I wasn't Asa Butterfield's biggest fan but he's completely changed my mind with this performance; he was perfect. Such minimal dialogue yet so much to say through his body language and expressions. He perfectly captured the behaviour and mindset of a socially inept individual in a world of his own who's still mourning the loss of his Dad, the one person in his life who understood how to communicate with him and make him feel less of an outsider than he always felt. Such a tender and moving turn and I loved his relationship with Zhang Mei (Jo Yang), who was also terrific and a ray of sunshine.
Eddie Marsan continues to show his infinite versatility. I had no idea what sort of character he'd be playing but I knew he'd be fantastic as always. He brought the most laughs out of the film and reminded me of a few teachers I came across during my time living in England. Rafe Spall and Sally Hawkins though.....just wow. I could write pages and pages of their performances but I'll just say that Hawkins work in Happy-Go-Lucky (which I consider one of the best of the decade gone by) finally has a worthy rival and Spall's obvious ability has been unlocked to full potential here.
Hawkins is the true emotional anchor to this film; a mother/widow who's loneliness can be felt with great force as she deals with her Husband's death but also longs for the same sort of affection from Nathan that he had with his Dad. Having difficulty connecting to her son, she turns to his Math teacher, Martin Humphreys (Rafe Spall) hoping he would be that person who could plug that hole of vast emptiness. But Humphreys has his own issues, carrying a crippling disease known as Multiple sclerosis, and he can't live the life he wants to anymore because of it. Spall skillfully creates a multi-dimensional character, ranging from a cocky, jester and virile individual to one who, underneath it all, is petrified about the future that awaits him.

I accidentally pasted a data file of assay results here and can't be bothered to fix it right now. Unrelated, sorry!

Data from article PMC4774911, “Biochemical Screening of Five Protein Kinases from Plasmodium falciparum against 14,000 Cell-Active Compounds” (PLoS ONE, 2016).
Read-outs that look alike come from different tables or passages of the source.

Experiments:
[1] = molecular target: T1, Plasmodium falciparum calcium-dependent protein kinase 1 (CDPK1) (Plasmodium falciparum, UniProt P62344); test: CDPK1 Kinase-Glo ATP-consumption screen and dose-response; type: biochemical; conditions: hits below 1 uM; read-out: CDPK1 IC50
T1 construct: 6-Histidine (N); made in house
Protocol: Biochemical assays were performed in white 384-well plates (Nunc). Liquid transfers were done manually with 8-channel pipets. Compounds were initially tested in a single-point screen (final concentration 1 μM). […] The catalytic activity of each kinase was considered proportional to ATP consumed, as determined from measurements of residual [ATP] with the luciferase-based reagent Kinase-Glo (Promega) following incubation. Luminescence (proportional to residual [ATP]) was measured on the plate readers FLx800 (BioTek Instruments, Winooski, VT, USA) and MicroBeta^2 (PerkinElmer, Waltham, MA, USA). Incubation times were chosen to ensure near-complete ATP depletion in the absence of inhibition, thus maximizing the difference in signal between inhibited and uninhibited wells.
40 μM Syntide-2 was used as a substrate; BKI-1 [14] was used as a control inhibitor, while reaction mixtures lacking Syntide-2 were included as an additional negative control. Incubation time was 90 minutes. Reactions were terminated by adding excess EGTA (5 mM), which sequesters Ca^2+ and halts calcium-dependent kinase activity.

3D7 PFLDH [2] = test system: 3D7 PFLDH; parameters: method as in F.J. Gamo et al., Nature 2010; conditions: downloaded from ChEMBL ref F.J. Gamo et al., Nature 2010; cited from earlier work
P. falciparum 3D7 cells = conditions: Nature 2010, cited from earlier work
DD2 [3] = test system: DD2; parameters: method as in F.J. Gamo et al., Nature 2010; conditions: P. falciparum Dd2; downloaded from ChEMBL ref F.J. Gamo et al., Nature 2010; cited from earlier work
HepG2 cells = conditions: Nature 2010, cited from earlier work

Amongst this hugely talented cast however, one must give a special mention to young newcomer Jake Davies who steals every scene he's given. He's the sort of person that, if you met him in real life and didn't know what he was going through, would be easy to hate -- but he may have been the most troubled one of them all. The only existence that was keeping his head above the water was mathematics; it kept his brain from thinking about the things he didn't want to think about, the things that unhinged him. So he had that incessant nature about him in that he had no choice but to try and perfect this one aspect that had taken ahold of his life. Making friends was almost impossible due to his abrasive personality, but it was something he couldn't control. When he ultimately fails doing the thing he only knew how to do and loved, it's a heartbreaking meltdown. There's a sequence where he recites the famous 'Parrot Sketch' from 'Monty Python's Flying Circus' and it's acted with great tenacity, but he saves the best for last in a devastating outpouring and heart to heart with Nathan. I hope to see more of his work in the coming future because he was simply brilliant.
It's a shame this film got such limited buzz; it's one of those rare, beautifully crafted pieces of work that comes by and bowls you over. A story that is essentially about people looking for the answer to life itself, one formula that even the greatest mathematicians may never solve.